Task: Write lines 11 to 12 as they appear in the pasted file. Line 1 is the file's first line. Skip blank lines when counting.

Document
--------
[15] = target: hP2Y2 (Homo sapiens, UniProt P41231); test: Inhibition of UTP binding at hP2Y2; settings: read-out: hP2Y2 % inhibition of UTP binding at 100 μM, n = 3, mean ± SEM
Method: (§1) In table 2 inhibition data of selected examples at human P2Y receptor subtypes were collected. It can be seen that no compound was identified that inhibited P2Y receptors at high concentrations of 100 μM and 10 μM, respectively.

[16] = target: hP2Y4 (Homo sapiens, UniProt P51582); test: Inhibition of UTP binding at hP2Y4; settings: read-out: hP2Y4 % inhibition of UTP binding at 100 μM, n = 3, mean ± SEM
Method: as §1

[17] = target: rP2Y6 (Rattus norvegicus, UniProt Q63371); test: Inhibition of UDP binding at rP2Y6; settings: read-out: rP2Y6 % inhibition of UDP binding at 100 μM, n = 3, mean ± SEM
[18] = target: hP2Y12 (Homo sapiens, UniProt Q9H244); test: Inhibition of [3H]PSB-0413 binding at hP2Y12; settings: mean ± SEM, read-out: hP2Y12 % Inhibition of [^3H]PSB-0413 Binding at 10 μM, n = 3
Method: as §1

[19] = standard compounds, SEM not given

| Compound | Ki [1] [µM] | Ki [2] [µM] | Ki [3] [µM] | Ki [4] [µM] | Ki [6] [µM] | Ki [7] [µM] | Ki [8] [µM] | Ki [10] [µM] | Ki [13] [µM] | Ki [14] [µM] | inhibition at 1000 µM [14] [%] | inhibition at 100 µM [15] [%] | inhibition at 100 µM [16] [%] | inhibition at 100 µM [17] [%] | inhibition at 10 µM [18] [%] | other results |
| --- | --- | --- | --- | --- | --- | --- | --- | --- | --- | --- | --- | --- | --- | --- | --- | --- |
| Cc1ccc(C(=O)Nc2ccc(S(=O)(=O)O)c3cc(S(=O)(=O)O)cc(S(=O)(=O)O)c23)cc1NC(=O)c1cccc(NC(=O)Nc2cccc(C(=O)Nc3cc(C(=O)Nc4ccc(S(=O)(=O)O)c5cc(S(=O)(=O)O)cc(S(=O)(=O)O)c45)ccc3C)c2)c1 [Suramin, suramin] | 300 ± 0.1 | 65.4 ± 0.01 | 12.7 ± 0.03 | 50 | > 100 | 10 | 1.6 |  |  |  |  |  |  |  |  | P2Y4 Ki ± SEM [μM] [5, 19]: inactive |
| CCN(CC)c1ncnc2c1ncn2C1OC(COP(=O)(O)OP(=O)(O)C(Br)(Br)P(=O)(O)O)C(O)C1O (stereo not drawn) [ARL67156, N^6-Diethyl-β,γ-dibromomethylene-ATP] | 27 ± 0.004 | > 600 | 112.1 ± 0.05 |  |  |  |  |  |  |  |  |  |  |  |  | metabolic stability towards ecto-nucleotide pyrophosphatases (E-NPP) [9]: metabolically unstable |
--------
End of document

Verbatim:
| Cc1ccc(C(=O)Nc2ccc(S(=O)(=O)O)c3cc(S(=O)(=O)O)cc(S(=O)(=O)O)c23)cc1NC(=O)c1cccc(NC(=O)Nc2cccc(C(=O)Nc3cc(C(=O)Nc4ccc(S(=O)(=O)O)c5cc(S(=O)(=O)O)cc(S(=O)(=O)O)c45)ccc3C)c2)c1 [Suramin, suramin] | 300 ± 0.1 | 65.4 ± 0.01 | 12.7 ± 0.03 | 50 | > 100 | 10 | 1.6 |  |  |  |  |  |  |  |  | P2Y4 Ki ± SEM [μM] [5, 19]: inactive |
| CCN(CC)c1ncnc2c1ncn2C1OC(COP(=O)(O)OP(=O)(O)C(Br)(Br)P(=O)(O)O)C(O)C1O (stereo not drawn) [ARL67156, N^6-Diethyl-β,γ-dibromomethylene-ATP] | 27 ± 0.004 | > 600 | 112.1 ± 0.05 |  |  |  |  |  |  |  |  |  |  |  |  | metabolic stability towards ecto-nucleotide pyrophosphatases (E-NPP) [9]: metabolically unstable |